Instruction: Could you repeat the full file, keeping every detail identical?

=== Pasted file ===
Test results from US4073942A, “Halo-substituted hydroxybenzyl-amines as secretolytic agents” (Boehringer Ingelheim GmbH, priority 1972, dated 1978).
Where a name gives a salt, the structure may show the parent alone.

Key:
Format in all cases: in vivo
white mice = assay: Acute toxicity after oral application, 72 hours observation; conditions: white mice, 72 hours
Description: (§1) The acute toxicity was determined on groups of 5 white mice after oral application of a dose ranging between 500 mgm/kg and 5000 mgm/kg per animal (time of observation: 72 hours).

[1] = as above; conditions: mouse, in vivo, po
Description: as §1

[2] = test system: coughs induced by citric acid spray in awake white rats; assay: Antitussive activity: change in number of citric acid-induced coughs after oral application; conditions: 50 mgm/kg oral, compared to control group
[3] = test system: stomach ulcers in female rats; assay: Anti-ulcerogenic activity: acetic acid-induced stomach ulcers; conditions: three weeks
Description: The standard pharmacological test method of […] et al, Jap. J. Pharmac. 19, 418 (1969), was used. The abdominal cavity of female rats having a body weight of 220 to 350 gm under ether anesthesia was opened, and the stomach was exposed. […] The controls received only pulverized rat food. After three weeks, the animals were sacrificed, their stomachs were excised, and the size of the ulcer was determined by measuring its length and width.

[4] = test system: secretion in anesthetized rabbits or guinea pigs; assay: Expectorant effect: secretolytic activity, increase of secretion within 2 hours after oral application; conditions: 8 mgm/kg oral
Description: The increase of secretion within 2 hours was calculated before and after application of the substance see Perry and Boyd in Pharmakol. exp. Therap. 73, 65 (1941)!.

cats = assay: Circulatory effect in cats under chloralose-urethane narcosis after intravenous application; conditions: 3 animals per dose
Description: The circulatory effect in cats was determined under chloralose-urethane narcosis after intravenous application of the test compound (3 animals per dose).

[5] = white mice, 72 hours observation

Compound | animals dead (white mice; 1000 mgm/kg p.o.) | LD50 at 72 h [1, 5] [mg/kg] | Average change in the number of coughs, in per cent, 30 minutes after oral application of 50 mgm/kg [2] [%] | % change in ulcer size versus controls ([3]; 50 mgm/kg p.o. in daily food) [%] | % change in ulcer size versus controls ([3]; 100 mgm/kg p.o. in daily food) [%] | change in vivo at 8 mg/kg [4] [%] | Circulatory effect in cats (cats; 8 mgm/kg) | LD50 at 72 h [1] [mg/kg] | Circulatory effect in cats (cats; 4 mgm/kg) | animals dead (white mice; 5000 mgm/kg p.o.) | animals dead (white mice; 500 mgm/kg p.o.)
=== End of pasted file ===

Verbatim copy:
Test results from US4073942A, “Halo-substituted hydroxybenzyl-amines as secretolytic agents” (Boehringer Ingelheim GmbH, priority 1972, dated 1978).
Where a name gives a salt, the structure may show the parent alone.

Key:
Format in all cases: in vivo
white mice = assay: Acute toxicity after oral application, 72 hours observation; conditions: white mice, 72 hours
Description: (§1) The acute toxicity was determined on groups of 5 white mice after oral application of a dose ranging between 500 mgm/kg and 5000 mgm/kg per animal (time of observation: 72 hours).

[1] = as above; conditions: mouse, in vivo, po
Description: as §1

[2] = test system: coughs induced by citric acid spray in awake white rats; assay: Antitussive activity: change in number of citric acid-induced coughs after oral application; conditions: 50 mgm/kg oral, compared to control group
[3] = test system: stomach ulcers in female rats; assay: Anti-ulcerogenic activity: acetic acid-induced stomach ulcers; conditions: three weeks
Description: The standard pharmacological test method of […] et al, Jap. J. Pharmac. 19, 418 (1969), was used. The abdominal cavity of female rats having a body weight of 220 to 350 gm under ether anesthesia was opened, and the stomach was exposed. […] The controls received only pulverized rat food. After three weeks, the animals were sacrificed, their stomachs were excised, and the size of the ulcer was determined by measuring its length and width.

[4] = test system: secretion in anesthetized rabbits or guinea pigs; assay: Expectorant effect: secretolytic activity, increase of secretion within 2 hours after oral application; conditions: 8 mgm/kg oral
Description: The increase of secretion within 2 hours was calculated before and after application of the substance see Perry and Boyd in Pharmakol. exp. Therap. 73, 65 (1941)!.

cats = assay: Circulatory effect in cats under chloralose-urethane narcosis after intravenous application; conditions: 3 animals per dose
Description: The circulatory effect in cats was determined under chloralose-urethane narcosis after intravenous application of the test compound (3 animals per dose).

[5] = white mice, 72 hours observation

Compound | animals dead (white mice; 1000 mgm/kg p.o.) | LD50 at 72 h [1, 5] [mg/kg] | Average change in the number of coughs, in per cent, 30 minutes after oral application of 50 mgm/kg [2] [%] | % change in ulcer size versus controls ([3]; 50 mgm/kg p.o. in daily food) [%] | % change in ulcer size versus controls ([3]; 100 mgm/kg p.o. in daily food) [%] | change in vivo at 8 mg/kg [4] [%] | Circulatory effect in cats (cats; 8 mgm/kg) | LD50 at 72 h [1] [mg/kg] | Circulatory effect in cats (cats; 4 mgm/kg) | animals dead (white mice; 5000 mgm/kg p.o.) | animals dead (white mice; 500 mgm/kg p.o.)